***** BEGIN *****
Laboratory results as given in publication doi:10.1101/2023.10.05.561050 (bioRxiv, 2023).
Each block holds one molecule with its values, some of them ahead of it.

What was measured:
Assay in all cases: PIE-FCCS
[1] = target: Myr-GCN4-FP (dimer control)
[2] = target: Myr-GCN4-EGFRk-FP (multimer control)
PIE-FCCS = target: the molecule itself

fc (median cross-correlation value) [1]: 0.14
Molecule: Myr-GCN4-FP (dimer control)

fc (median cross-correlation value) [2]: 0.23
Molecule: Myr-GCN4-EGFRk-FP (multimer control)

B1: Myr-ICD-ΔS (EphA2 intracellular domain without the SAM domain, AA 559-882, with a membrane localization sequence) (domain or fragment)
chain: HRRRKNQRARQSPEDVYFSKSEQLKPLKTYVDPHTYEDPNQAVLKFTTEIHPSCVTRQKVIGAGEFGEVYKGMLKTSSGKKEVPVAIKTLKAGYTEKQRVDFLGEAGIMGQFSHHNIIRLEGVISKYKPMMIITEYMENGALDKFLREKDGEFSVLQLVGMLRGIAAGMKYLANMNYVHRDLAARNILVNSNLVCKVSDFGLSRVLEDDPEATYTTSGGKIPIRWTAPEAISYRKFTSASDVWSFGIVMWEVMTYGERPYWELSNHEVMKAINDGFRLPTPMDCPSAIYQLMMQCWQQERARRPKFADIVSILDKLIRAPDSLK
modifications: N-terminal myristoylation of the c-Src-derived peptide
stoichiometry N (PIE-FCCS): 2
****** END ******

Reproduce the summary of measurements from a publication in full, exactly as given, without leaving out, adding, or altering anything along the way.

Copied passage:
Laboratory results as given in publication doi:10.1101/2023.10.05.561050 (bioRxiv, 2023).
Each block holds one molecule with its values, some of them ahead of it.

What was measured:
Assay in all cases: PIE-FCCS
[1] = target: Myr-GCN4-FP (dimer control)
[2] = target: Myr-GCN4-EGFRk-FP (multimer control)
PIE-FCCS = target: the molecule itself

fc (median cross-correlation value) [1]: 0.14
Molecule: Myr-GCN4-FP (dimer control)

fc (median cross-correlation value) [2]: 0.23
Molecule: Myr-GCN4-EGFRk-FP (multimer control)

B1: Myr-ICD-ΔS (EphA2 intracellular domain without the SAM domain, AA 559-882, with a membrane localization sequence) (domain or fragment)
chain: HRRRKNQRARQSPEDVYFSKSEQLKPLKTYVDPHTYEDPNQAVLKFTTEIHPSCVTRQKVIGAGEFGEVYKGMLKTSSGKKEVPVAIKTLKAGYTEKQRVDFLGEAGIMGQFSHHNIIRLEGVISKYKPMMIITEYMENGALDKFLREKDGEFSVLQLVGMLRGIAAGMKYLANMNYVHRDLAARNILVNSNLVCKVSDFGLSRVLEDDPEATYTTSGGKIPIRWTAPEAISYRKFTSASDVWSFGIVMWEVMTYGERPYWELSNHEVMKAINDGFRLPTPMDCPSAIYQLMMQCWQQERARRPKFADIVSILDKLIRAPDSLK
modifications: N-terminal myristoylation of the c-Src-derived peptide
stoichiometry N (PIE-FCCS): 2